Fraud Prevention Month 2021: Taking it offline

| Consumer bulletins

March is Fraud Prevention Month and AMVIC is once again partnering with the Competition Bureau’s Fraud Prevention Forum to raise awareness on fraud and educate consumers and industry on how to recognize, reject and report fraud.

Shopping online during the pandemic

The pandemic has changed the way we do many things, in particular our shopping habits. Many consumers are shopping online, and that includes shopping for vehicles. Although a lot of the shopping process can be done virtually, AMVIC recommends you make the time to see the actual vehicle in-person before you commit to it. Purchasing a vehicle is a major financial commitment and it’s worth your time and effort to eliminate surprises. Remember to follow all government guidelines and health orders to keep yourself safe.

Don’t buy unseen

Whether you are buying privately or through an AMVIC-licensed business, you should always choose to see the vehicle in-person at some point. Don’t just rely on photos or video calls.

When shopping with an AMVIC-licensed business, ask to book a test drive. Many automotive businesses have safety precautions in place to deliver a vehicle to your home for a test drive. Remember, if you want to sign a contract or start negotiating for the vehicle during the test drive or right after it, you must deal with a registered salesperson. If the person who delivered the vehicle to you for the test drive isn’t a registered salesperson, then it would be illegal for them to be a part of the transaction.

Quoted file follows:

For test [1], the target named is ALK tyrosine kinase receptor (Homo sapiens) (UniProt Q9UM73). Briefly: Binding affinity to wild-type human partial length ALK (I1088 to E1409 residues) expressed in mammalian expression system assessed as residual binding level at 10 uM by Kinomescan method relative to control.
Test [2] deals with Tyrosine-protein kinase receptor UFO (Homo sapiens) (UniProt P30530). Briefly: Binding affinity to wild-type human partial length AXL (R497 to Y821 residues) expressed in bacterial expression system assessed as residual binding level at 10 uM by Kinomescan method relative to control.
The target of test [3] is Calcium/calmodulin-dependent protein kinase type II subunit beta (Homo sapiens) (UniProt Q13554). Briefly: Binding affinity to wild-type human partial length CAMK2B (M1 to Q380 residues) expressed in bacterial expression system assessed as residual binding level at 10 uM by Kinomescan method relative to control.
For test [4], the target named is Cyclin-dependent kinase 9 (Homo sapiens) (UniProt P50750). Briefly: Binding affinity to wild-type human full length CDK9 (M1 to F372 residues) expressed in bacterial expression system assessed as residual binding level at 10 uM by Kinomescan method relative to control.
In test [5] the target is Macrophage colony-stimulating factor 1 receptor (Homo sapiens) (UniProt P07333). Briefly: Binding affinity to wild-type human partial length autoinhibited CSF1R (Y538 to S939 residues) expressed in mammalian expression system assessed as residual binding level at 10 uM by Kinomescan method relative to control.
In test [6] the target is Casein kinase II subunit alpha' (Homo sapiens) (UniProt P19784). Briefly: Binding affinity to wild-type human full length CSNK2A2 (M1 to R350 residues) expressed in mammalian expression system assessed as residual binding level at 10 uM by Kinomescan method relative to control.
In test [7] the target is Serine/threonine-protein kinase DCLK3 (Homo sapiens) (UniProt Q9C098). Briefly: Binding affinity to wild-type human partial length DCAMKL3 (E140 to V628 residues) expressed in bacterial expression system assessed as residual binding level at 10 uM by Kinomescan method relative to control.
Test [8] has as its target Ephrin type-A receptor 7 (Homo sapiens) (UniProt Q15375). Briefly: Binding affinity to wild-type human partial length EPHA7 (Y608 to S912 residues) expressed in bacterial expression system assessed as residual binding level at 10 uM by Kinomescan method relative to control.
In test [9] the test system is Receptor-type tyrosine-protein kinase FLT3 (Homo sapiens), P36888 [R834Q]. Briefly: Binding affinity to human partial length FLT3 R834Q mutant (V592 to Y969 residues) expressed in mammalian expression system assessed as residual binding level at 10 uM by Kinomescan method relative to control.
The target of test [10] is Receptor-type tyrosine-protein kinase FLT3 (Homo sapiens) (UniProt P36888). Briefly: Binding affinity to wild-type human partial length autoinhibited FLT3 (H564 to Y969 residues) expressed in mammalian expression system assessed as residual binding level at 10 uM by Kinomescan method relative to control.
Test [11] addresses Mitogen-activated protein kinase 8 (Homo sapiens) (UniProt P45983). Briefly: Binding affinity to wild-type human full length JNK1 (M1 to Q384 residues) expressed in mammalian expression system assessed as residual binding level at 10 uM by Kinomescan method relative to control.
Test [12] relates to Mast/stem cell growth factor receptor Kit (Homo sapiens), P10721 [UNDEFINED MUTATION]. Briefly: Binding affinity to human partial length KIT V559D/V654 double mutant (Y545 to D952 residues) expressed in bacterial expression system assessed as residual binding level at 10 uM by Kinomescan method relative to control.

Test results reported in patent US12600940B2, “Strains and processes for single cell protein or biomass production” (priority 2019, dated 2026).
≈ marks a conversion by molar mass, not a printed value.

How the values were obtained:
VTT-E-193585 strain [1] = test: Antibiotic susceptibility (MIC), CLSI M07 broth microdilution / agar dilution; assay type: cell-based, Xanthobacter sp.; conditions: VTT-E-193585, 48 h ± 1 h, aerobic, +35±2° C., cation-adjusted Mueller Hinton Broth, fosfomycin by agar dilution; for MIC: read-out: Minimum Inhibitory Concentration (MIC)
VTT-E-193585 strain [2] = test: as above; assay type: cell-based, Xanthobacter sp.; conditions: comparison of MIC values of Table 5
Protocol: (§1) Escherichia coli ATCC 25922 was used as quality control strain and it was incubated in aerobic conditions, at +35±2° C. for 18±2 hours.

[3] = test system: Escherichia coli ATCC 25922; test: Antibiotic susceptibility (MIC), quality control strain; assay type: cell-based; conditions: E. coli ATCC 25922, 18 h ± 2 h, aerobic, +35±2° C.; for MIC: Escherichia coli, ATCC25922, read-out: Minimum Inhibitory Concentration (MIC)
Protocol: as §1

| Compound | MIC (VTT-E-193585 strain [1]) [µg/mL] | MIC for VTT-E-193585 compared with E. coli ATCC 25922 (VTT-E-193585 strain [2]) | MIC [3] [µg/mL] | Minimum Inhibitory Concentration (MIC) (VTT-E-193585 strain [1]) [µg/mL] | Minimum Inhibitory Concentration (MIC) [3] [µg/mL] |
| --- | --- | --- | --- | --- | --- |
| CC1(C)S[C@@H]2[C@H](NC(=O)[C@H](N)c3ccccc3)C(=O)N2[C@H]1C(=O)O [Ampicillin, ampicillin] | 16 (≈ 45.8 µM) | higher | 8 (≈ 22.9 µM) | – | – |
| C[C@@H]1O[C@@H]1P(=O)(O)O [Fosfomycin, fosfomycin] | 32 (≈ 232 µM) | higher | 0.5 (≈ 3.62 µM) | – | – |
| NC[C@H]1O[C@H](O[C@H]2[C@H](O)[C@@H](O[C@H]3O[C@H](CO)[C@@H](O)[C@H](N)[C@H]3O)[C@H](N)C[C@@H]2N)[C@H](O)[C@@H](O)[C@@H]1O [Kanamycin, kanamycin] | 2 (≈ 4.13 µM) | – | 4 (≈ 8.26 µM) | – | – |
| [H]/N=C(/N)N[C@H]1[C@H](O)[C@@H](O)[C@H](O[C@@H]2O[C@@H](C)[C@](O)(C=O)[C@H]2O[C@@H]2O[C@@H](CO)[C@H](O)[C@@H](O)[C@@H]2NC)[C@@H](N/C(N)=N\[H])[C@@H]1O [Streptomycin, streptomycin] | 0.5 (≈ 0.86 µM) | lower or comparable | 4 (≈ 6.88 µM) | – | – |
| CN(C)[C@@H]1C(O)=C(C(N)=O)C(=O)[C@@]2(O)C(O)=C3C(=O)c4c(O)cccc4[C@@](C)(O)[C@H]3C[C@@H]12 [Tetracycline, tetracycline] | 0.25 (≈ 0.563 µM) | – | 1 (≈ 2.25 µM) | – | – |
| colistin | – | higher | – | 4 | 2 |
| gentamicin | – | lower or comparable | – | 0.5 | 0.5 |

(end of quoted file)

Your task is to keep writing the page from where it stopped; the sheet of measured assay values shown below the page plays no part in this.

When dealing with a private sale, keep your own health and safety in mind and follow any health orders when it comes to gatherings indoors or outdoors.

Don’t send money right away

Sometimes we miss red flags or we don’t want to see them because we are excited about the purchase. Be suspicious when someone is asking for a deposit, especially if it’s a private sale. Don’t be in a hurry to send money over the internet. Sometimes fraudsters will tell you to send them money so that they will hold the vehicle for you. In reality, there was no vehicle to begin with and they are hoping to take off with your money. Make sure you have at least seen the vehicle in-person before you decide to send money. Remember, curbers (illegal, unlicensed sellers who often pretend to be private sellers) may use tactics to pressure you to give them money. A favourite reason is they have other buyers interested in the vehicle so you need to act fast. If you feel uncomfortable at any point, walk away from the deal – there are other vehicles out there.


Join the conversation online: follow AMVIC and #FPM2021 on Twitter and Facebook for more tips from Alberta’s automotive regulator and other Fraud Prevention Forum partners.